I recall investing during that time and it was no secret that the equity market was silly (e.g. Palm's 10% float trading at higher market cap than 3M who owned the other 90% of Palm giving all of 3M a negative net worth). But who had the cajones to short Palm even though it was so clearly "easy money"? Not me.

But skipping the rally, and missing the tumble, was a pretty easy thing to do for stock pickers who weren't chasing momentum.

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Considering the targets for Wellesley is something like (going from memory here) 40/60, and Wellington is 60/40, the performance difference isn't all that great, and I would have expected Wellington to lead over the long run.

Wellesley certainly has done a great job. Again, it really makes me wonder why more active managed funds aren't doing this well. Did the managers sell their soul at the crossroads?

-ERD50
That surprised me too. But if you look at Wellesley's portfolio mix, the bond portion is intermediate corporates. If you add Vangaurd's int-corp index to the graph, the relative performance makes a bit more sense.

Corp bonds have done really well over the past 15 years. Much better than I would have thought.

But still, there are periods where a 60% holding of corp's seemed like it should have held them back more than they did.

So, yeah, it looks like the guys and gals at Wellesley are earning their paychecks.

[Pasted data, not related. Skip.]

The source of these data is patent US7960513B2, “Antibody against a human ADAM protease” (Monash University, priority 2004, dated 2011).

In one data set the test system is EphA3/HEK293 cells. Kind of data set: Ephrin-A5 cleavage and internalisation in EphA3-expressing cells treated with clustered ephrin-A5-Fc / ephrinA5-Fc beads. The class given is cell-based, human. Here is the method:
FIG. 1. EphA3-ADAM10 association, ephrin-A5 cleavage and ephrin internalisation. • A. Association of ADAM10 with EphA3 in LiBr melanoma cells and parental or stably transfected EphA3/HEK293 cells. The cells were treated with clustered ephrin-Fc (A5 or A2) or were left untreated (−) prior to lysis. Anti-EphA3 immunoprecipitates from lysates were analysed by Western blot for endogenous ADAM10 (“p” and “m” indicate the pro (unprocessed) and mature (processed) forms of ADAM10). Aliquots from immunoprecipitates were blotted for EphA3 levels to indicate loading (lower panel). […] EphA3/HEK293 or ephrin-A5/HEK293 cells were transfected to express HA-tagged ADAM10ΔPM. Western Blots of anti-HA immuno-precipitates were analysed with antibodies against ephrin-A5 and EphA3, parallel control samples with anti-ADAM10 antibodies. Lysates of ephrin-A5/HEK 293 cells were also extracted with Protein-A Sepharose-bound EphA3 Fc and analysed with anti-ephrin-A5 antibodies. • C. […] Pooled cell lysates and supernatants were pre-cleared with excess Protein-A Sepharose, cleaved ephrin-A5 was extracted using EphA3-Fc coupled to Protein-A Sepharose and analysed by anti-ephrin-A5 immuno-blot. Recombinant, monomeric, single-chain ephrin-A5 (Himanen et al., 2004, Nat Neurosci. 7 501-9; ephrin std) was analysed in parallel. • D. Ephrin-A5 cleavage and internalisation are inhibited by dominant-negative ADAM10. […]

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Old 04-02-2016, 11:28 AM   #56
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I try to look for good performing funds (with at least a 15 yr history) with low exp. ratios. I have a mix of index and active (mostly Vanguard with a few Fidelity funds).

It's like going to Vegas and staying at budget hotels (index funds/low cost active funds) or 5 star hotels (high cost active funds). One will come home with more money staying at the budget hotel.

Just can't fathom why people invest in high expense ratio or front loaded funds.
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Old 04-02-2016, 01:01 PM   #57
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Or you could look at how SDOG has performed against the S&P500 or the stocks I have owned through most of the time period from 2012. I am not sure what index corresponds to holding individual stocks managed at 25% of a portfolio, though I did recently sell HRL for replacement with ACN due to valuation concerns

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Old 04-02-2016, 01:30 PM   #58
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A good chunk of that 15-year outperformance comes from simply missing the tech meltdown at the start of that time period.

Not trying to take anything way from Wellesley and Wellington management. There was tremendous pressure on fund managers to load up on the bubble stocks so as not to fall behind their competitors. So kudos to them for missing the aftermath.

It does beg the question, though, of how badly they lagged prior to the 2000 rout. If they didn't, or not that much, that would be a truly impressive display of market timing on their part.